The World Series You're Missing Out On

By Jeff Weisinger, published on Oct 28, 2011

...for those who have not watched the 2011 World Series between the St. Louis Cardinals and the Texas Rangers, baseball’s 107th championship series has had just about all of that, and then some.

In case you missed it, Albert Pujols became just the second player in Major League Baseball history to hit three home runs in a World Series game in the Cards 16-7 game three win over Texas.

In case you missed it, Rangers lefty Derek Holland became the first pitcher in a decade to toss a shutout when he pitched an 8 1/3 inning, two hitter in the Rangers’ 4-0 game four win, just a... (more)

Tags: baseball, world series, mlb, history, home run, 2011, texas rangers, st. louis cardinals, david freese, game winner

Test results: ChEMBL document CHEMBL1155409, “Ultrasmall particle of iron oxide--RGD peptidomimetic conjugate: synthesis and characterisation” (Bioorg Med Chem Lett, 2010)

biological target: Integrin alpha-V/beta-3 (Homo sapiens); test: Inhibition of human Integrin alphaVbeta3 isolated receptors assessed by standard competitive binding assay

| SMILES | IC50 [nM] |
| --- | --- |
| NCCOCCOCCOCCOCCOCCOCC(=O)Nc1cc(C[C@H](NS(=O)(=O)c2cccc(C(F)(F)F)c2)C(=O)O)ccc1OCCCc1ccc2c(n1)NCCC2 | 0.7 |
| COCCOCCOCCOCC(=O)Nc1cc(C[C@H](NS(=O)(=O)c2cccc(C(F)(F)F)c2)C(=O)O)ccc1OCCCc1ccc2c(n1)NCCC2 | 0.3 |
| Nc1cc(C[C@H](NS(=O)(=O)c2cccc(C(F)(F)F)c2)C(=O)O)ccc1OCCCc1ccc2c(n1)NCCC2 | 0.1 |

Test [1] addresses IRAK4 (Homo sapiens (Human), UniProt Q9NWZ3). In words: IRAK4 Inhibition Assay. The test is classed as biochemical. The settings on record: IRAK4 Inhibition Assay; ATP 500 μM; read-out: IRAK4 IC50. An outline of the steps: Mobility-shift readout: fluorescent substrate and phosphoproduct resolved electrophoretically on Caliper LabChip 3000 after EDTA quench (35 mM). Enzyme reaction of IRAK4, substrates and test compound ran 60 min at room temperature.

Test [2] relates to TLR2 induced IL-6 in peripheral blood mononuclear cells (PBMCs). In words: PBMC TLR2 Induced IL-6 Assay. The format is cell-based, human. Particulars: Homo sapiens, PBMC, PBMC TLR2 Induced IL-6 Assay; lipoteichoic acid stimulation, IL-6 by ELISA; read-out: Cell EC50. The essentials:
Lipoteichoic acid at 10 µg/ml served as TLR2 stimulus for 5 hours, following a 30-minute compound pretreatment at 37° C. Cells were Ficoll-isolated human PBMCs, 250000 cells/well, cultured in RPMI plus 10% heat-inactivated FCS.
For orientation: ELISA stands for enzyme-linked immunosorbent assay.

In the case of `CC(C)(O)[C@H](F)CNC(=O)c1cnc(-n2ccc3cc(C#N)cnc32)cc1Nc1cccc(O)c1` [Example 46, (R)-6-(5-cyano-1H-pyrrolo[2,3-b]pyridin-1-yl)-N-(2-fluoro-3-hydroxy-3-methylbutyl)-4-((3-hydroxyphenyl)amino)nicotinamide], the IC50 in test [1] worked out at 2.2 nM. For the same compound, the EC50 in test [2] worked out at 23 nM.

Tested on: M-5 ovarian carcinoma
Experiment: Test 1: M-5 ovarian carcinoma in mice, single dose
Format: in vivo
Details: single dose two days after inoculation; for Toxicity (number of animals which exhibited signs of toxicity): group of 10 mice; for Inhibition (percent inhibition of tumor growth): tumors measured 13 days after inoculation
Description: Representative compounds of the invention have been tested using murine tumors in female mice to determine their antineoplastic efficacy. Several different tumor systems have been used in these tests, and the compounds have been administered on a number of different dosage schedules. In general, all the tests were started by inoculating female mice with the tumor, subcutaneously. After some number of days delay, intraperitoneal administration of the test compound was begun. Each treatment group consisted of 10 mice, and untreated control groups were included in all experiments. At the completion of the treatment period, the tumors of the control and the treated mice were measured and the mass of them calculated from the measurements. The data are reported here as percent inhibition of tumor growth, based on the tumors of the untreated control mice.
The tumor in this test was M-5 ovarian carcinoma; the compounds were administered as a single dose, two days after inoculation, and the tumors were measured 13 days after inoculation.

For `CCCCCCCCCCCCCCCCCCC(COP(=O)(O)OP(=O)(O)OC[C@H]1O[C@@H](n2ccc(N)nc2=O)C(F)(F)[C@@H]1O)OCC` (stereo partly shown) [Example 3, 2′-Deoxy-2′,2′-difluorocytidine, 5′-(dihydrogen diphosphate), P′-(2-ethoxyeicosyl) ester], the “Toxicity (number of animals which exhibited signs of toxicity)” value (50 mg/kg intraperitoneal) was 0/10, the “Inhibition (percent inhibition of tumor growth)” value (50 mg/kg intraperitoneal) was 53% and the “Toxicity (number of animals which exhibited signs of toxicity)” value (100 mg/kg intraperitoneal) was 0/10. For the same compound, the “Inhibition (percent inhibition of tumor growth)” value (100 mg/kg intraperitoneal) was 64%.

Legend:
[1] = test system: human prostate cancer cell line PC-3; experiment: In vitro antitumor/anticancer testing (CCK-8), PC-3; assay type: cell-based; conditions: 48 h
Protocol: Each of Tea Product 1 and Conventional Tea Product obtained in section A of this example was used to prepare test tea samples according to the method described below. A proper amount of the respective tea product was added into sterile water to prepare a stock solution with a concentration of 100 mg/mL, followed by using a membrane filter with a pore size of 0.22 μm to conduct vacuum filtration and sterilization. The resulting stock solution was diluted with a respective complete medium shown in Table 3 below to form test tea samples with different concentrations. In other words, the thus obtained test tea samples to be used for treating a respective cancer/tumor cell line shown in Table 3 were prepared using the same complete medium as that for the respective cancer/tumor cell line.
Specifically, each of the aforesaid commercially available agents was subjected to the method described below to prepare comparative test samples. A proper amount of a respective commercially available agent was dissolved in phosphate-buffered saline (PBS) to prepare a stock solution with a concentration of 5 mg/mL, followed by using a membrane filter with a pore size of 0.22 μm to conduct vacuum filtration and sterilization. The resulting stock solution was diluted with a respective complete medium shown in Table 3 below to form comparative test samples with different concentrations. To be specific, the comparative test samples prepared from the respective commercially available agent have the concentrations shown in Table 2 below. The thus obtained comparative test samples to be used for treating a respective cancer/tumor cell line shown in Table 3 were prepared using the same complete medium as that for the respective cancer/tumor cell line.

Astrology and the New Planets

By ranfuchs, published on Aug 21, 2011

This is a continuation from Why astrology is not scientific, while astronomy is.

Using scientific theories to discover unknown planets, reinforced Newton’s theory of universal gravitation and proved its usability. But there is nothing sacred about Newton or his theories. Had astronomers not found the planets as expected, Newton's Theory of Gravitation would have been falsified, and would have to be replaced by a theory that could better explain the discrepency in the orbit of Uranus.

Meanwhile, astrologers were enthusiastic about these discoveries, which increased the range of... (more)

Tags: religion, science, history, astrology

Send Forth a Ripple